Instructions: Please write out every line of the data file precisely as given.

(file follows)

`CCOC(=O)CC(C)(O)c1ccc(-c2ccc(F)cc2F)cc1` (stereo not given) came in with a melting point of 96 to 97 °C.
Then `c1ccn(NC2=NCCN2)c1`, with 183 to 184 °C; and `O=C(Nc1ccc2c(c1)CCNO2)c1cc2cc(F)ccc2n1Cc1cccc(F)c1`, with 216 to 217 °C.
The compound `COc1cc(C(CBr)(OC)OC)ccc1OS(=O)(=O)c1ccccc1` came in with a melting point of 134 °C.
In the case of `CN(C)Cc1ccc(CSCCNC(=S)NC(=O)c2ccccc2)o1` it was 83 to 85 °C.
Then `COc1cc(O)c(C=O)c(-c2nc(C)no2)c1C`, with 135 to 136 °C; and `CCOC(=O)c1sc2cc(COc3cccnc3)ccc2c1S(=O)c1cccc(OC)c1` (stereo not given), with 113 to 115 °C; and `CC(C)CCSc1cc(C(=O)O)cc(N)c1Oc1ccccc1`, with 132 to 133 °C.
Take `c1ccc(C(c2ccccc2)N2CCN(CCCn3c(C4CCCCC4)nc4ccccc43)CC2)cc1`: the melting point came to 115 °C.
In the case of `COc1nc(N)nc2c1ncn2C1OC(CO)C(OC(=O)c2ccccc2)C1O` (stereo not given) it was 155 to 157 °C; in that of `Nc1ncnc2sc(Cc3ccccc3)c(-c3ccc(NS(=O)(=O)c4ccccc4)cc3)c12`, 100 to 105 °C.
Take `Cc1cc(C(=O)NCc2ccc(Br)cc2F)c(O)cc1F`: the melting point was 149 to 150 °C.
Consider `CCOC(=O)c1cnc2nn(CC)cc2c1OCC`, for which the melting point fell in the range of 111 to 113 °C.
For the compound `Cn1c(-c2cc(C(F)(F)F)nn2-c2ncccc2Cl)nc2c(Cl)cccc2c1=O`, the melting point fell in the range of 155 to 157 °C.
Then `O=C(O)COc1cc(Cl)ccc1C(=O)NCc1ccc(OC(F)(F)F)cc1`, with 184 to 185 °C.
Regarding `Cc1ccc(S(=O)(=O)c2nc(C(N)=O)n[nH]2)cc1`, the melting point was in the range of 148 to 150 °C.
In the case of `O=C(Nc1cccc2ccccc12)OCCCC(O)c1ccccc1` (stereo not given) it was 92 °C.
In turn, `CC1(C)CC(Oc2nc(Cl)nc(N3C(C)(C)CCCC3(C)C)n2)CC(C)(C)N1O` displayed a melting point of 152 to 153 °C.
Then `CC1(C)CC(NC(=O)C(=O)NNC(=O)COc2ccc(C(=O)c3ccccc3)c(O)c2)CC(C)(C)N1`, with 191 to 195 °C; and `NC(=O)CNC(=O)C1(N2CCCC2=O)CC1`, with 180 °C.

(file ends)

`CCOC(=O)CC(C)(O)c1ccc(-c2ccc(F)cc2F)cc1` (stereo not given) came in with a melting point of 96 to 97 °C.
Then `c1ccn(NC2=NCCN2)c1`, with 183 to 184 °C; and `O=C(Nc1ccc2c(c1)CCNO2)c1cc2cc(F)ccc2n1Cc1cccc(F)c1`, with 216 to 217 °C.
The compound `COc1cc(C(CBr)(OC)OC)ccc1OS(=O)(=O)c1ccccc1` came in with a melting point of 134 °C.
In the case of `CN(C)Cc1ccc(CSCCNC(=S)NC(=O)c2ccccc2)o1` it was 83 to 85 °C.
Then `COc1cc(O)c(C=O)c(-c2nc(C)no2)c1C`, with 135 to 136 °C; and `CCOC(=O)c1sc2cc(COc3cccnc3)ccc2c1S(=O)c1cccc(OC)c1` (stereo not given), with 113 to 115 °C; and `CC(C)CCSc1cc(C(=O)O)cc(N)c1Oc1ccccc1`, with 132 to 133 °C.
Take `c1ccc(C(c2ccccc2)N2CCN(CCCn3c(C4CCCCC4)nc4ccccc43)CC2)cc1`: the melting point came to 115 °C.
In the case of `COc1nc(N)nc2c1ncn2C1OC(CO)C(OC(=O)c2ccccc2)C1O` (stereo not given) it was 155 to 157 °C; in that of `Nc1ncnc2sc(Cc3ccccc3)c(-c3ccc(NS(=O)(=O)c4ccccc4)cc3)c12`, 100 to 105 °C.
Take `Cc1cc(C(=O)NCc2ccc(Br)cc2F)c(O)cc1F`: the melting point was 149 to 150 °C.
Consider `CCOC(=O)c1cnc2nn(CC)cc2c1OCC`, for which the melting point fell in the range of 111 to 113 °C.
For the compound `Cn1c(-c2cc(C(F)(F)F)nn2-c2ncccc2Cl)nc2c(Cl)cccc2c1=O`, the melting point fell in the range of 155 to 157 °C.
Then `O=C(O)COc1cc(Cl)ccc1C(=O)NCc1ccc(OC(F)(F)F)cc1`, with 184 to 185 °C.
Regarding `Cc1ccc(S(=O)(=O)c2nc(C(N)=O)n[nH]2)cc1`, the melting point was in the range of 148 to 150 °C.
In the case of `O=C(Nc1cccc2ccccc12)OCCCC(O)c1ccccc1` (stereo not given) it was 92 °C.
In turn, `CC1(C)CC(Oc2nc(Cl)nc(N3C(C)(C)CCCC3(C)C)n2)CC(C)(C)N1O` displayed a melting point of 152 to 153 °C.
Then `CC1(C)CC(NC(=O)C(=O)NNC(=O)COc2ccc(C(=O)c3ccccc3)c(O)c2)CC(C)(C)N1`, with 191 to 195 °C; and `NC(=O)CNC(=O)C1(N2CCCC2=O)CC1`, with 180 °C.